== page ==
The Last Words of Daniel Mangeas

Tuesday, 22 July 2014


Daniel Mangeas is the voice of the Tour de France. If you’ve been to the race you’ll know his voice and even if your experience of the Tour is via English-language broadcasts you’ll have heard him as background noise during an interview or live commentary.

He will retire soon, finishing a run of 41 consecutive Tours. He’s another fixture of French cycling with his distinctive tone, a verbal torrent of statistics and encouragement. In a perfect twist he’ll end his career in the same place where it began, although this time by plan rather than accident.

It wasn’t meant to be. Pierre Shori was le speaker of the Tour de France in 1974 but on a hot day in the Pyrenees his car broke down. Mangeas was there as a deputy, limited to introducing riders at the stage start rather than the more prestigious role of commenting  at the finish line. But Shori couldn’t make it to the finish that day in Pla d’Adet and legend has it that Mangeas took over that day and never looked back, boosted by the enormity that day of an ageing Raymond Poulidor getting the better of Eddy Merckx. Shori did resume his job but was up for retirement. Mangeas had passed the impromptu test and became the speaker.

I had a cousin who was a semi-professional and he’d just won the Circuit du Finistère. Two days later he came to ride the critérium de Saint-Martin-de-Landelles and the race’s speaker forgot to say he’d won the Circuit du Finistère. In my mind I told myself that one day I’d commentate cycling races and I’d never forget to remember the performances of one rider or another. I was eleven years old.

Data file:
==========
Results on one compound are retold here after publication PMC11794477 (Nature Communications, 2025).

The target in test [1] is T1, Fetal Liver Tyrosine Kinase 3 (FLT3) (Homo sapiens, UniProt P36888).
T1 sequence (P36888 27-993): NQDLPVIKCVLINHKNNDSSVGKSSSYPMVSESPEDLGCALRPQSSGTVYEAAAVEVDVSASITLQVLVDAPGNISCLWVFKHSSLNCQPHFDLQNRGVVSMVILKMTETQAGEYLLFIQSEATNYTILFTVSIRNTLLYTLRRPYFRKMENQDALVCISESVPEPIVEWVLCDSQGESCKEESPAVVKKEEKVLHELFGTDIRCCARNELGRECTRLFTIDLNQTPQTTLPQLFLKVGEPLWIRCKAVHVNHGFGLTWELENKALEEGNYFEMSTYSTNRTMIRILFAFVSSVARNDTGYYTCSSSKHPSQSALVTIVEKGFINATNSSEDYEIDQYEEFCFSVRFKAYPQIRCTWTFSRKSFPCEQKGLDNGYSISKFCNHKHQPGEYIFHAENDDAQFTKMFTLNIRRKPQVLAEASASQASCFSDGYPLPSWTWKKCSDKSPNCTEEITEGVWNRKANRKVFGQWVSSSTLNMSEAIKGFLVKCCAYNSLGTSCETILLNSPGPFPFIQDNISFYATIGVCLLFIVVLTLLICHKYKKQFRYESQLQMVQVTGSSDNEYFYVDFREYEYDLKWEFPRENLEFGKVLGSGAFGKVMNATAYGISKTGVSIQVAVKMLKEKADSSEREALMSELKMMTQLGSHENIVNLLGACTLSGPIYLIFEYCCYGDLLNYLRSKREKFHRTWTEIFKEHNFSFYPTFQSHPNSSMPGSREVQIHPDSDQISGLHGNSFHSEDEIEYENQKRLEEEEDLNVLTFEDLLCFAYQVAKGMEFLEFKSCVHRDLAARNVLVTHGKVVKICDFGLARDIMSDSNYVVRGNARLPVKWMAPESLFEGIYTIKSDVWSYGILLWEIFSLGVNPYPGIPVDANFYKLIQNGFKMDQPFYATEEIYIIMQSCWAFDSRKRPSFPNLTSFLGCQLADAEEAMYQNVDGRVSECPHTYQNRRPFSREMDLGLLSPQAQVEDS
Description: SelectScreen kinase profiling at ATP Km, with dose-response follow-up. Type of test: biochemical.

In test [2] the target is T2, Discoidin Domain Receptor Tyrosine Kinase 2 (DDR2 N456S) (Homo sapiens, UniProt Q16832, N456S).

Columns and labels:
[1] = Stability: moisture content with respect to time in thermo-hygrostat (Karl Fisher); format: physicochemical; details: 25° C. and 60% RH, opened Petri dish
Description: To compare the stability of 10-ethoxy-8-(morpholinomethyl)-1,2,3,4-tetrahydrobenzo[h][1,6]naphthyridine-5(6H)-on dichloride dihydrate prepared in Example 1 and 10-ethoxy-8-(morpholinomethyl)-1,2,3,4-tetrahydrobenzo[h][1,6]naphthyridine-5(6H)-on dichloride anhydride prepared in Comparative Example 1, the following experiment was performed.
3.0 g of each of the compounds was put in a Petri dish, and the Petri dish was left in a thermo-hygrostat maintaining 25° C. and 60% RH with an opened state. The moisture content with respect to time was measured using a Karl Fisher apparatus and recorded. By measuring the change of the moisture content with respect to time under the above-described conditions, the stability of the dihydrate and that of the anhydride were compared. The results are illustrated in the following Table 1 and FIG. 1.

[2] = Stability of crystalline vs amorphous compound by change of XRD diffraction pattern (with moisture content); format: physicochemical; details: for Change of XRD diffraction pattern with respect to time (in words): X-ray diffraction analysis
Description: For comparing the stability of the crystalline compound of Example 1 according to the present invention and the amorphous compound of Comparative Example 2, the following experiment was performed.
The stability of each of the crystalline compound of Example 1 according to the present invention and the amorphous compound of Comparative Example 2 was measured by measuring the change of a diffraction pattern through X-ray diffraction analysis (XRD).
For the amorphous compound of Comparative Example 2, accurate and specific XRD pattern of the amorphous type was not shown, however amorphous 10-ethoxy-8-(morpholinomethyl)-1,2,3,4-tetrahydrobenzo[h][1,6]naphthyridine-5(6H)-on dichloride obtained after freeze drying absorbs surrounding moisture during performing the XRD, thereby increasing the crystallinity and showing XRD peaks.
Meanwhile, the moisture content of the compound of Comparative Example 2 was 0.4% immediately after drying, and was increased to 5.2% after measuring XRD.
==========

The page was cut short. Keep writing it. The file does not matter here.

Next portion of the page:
– Interview, Le Telegramme de Brest

He started working as a baker and began commentating on local races at weekends for a few francs when he was 16. But as he put it, the path was set for him, after saying papa and maman it’s said his next words were Robic and Bobet. Even a school exam had a question saying “recount the Tour de France’s visit through your village”. Over the years he rose up the ranks, graduating from village kermesses in Normandy to pro criteriums and in less than 10 years he was at the Tour de France.

A Fixture
Mangeas has been the voice of cycling for 40 years. Whatever changes cycling has seen – and even the wheels are different – Mangeas was a constant. Visiting a race meant being greeted by his unmistakable voice, an audial familiarity so perpetual his retirement seems hard to imagine. He asked the crowd to applaud Tony Gallopin the other day for his yellow jersey. 26 years ago Mangeas was the speaker in a criterium where Joël Gallopin was racing and Mangeas announced the birth of a baby boy called Tony.

The Tour paid tribute to him in 2002 when the stage on 14 July started in his home village of Saint-Martin-de-Landelles, population less than 1,200.

His style is distinctive, even if you’re not a French speaker you’ll recognise the voice from the clip above. Hear the way the each syllable is stressed, a vocal ticker tape. But there’s more than calling the race, he’s armed with notes but can recall many riders’ palmarès without looking. Above all there’s a warmth, you sense just how keen he is to present the riders to the waiting public and regular asks for applause.